Blue-bearded Helmetcrest (Oxypogon cyanolaemus)
I don’t feature non-Australian birds very often on this site and I should correct this oversight. I have in the past shown birds photographed in Nepal, Thailand, Ethiopia, Morocco and Spain. (You can search for these using the search facility above.)
For two reasons I would love to go birding in Colombia, South America. First, it boasts the world’s largest list of bird species as well as the largest list of endemic species – that is, birds only found there and nowhere else. Second, I would love to visit the city of Cali, the birthplace of my two grandchildren.
News has come in recently of the rediscovery of a species of hummingbird, the Blue-bearded Helmetcrest (Oxypogon cyanolaemus) which had been thought to be extinct. The last sighting was as long ago as 1946. It must have been an exciting moment for the birders who made the discovery. To then manage to get the first ever photograph of the species must made the discovery even sweeter.
On the downside, the area in the Santa Marta mountains in Colombia where the birds were seen is under severe threat from clearing and burning by local farmers. I hope that provisions can be made to preserve both the birds and the environment on which they rely for their existence.
I can’t show the photo of the bird here for copyright reasons, so go to the link below. This will also take you to an interesting article about the bird’s rediscovery.
There are few more striking birds than the magnificent Gold and Blue Macaw.
Today’s photos again feature a non-Australian species and yet another that I’d love to see in its natural habitat, South America. At this stage there is little hope of seeing this species in the wild – unless my grandchildren – who were born Colombia – insist on me taking them to visit their birth country! (I can dream, can’t I?)
This individual is a part of the great bird collection at my home zoo in Adelaide, South Australia. It is featured in a small bird show at the zoo every day. The keeper allows the bird to fly freely around inside the perimeter of the zoo, all the while giving a talk about the species and other parrots. It’s a great educational experience to have a large, spectacular parrot flying just centimetres above the audience seated on the lawn in front of a low stage.
And somewhere I have a print of me holding this bird; it was taken at the zoo some years ago. (I don’t think that they allow the public to hold the bird these days.)
Colombia in South America is every birder’s dream destination. With well over 1800 species – more than any other country – its vast range of wonderful species is an attraction many find irresistible. With the relative stabilisation politically in the last few years, many birders are making this a “must visit” country. I wish I could join them. Maybe one day.
I bought a copy as a gift for a family member with close ties to Colombia. Before giving the guide as a present I must admit I spent quite a few hours browsing – and dreaming. Would I one day be able to afford to travel there and see some of the colourful birds covered by this guide?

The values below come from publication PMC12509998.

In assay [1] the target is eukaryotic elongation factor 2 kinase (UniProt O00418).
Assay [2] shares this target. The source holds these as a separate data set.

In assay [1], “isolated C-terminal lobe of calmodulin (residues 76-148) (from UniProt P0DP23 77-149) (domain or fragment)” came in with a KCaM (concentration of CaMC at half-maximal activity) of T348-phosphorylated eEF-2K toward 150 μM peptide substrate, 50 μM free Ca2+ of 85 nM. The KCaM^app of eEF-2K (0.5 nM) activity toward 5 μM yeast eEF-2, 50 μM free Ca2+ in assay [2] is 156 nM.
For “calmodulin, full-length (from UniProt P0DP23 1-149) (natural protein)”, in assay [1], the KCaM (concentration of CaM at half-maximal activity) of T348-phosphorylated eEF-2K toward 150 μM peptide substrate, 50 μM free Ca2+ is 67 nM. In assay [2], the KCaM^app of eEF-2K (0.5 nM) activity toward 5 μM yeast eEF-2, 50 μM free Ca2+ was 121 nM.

Colombia has been without a modern field guide for some decades. This volume fills the void admirably, covering every species ever recorded there. The authors note, however, that the forthcoming Spanish edition may well have a few additions to this, the English version. Species are being added every year as new knowledge of the nation’s natural environment emerges.
The authors have done an amazing job covering every bird species in a country so rich in bird life. This guide, despite covering every species, is lightweight, compact, thin and would travel easily in a backpack – or a large pocket. It is arranged in an easy to use manner with every species illustrated, many with both male and female plumage as well as some juvenile plumages. Where helpful to identification, species are shown in flight. That’s no mean feat with over 1800 species in only 225 smallish pages!
They have achieved this compactness by keeping the illustrations small; most are 3 – 4 cm and are to scale compared with others on the same page. Most pages cover 6 – 8 species on average. In addition to the illustrations, the information is very succinct and basic:
- Common English name,
- Taxonomic name,
- Size from head to tail (centimetres and inches)
- A short one or two sentence description of its preferred habitat and diagnostic behaviours.
- A tiny map of known distribution appears in each species’ box, including an altitudinal indicator which is especially helpful in the mountainous regions.
- Some species descriptions also cover a brief indicator of the song or call.
All that in only 225 pages. Amazing.
I’d recommend this book just for the fun of looking at all the beautiful birds even if you are not planning a trip to Colombia. Warning: looking at this book may have you busily planning your next birding trip – to Colombia.
Authors: Miles McMullan, Thomas D. Donegan, Alonso Quevedo
Title: Field Guide to the Birds of Colombia.
Publication: 2010 by ProAves in Bogota, Colombia.
This blog is about Australian Birds found in the natural environment. You wouldn’t believe the number of requests I get for advice on how to look after birds, and about caring for caged birds.
But I digress.
At the moment my family is focused very much on the South American country of Colombia. This is because our son and daughter in law are there to meet their Columbian son whom they are adopting. It is an exciting time for us; our first grand child.
Yesterday, when looking for something else – as you do – I found a reference to the Colombian National Bird. I didn’t realise that the Andean Condor was their national bird. Good choice – such a magnificent bird and truly one that is worthy of national bird status.
The bird also features on the Coat of Arms of Colombia.